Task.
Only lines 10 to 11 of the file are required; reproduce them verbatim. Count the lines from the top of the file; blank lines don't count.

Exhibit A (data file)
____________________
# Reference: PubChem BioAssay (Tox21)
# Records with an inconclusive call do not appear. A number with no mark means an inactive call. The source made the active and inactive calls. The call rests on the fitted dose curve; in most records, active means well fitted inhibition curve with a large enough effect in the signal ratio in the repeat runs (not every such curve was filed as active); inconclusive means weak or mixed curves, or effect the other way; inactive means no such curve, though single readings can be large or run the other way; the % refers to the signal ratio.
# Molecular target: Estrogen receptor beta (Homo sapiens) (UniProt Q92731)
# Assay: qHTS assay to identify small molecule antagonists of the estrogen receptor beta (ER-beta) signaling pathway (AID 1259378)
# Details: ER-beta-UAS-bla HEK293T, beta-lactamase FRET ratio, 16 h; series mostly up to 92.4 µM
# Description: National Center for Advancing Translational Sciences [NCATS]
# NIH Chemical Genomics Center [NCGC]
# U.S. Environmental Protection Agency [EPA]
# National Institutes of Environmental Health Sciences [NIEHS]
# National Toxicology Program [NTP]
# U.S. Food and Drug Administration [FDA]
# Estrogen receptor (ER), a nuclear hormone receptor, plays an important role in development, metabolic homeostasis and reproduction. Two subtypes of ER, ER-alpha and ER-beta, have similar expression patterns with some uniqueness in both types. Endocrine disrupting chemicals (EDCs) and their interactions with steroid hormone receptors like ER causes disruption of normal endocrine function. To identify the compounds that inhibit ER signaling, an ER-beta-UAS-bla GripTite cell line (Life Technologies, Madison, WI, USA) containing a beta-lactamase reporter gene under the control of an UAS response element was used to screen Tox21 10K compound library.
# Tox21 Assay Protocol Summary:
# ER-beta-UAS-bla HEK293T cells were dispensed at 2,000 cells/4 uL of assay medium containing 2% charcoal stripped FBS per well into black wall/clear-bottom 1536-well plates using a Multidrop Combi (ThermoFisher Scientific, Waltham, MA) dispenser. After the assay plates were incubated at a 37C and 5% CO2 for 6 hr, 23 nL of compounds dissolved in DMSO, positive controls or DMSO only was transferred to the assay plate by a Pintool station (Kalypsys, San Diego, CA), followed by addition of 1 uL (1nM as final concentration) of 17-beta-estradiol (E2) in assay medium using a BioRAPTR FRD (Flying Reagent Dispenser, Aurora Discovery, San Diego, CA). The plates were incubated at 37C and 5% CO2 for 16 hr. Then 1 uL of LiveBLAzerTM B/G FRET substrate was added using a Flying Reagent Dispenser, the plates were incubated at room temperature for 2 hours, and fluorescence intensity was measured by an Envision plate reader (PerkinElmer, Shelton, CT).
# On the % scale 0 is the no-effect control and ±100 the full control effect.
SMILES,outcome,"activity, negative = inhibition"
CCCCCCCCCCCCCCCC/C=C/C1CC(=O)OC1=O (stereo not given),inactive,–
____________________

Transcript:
# National Toxicology Program [NTP]
# U.S. Food and Drug Administration [FDA]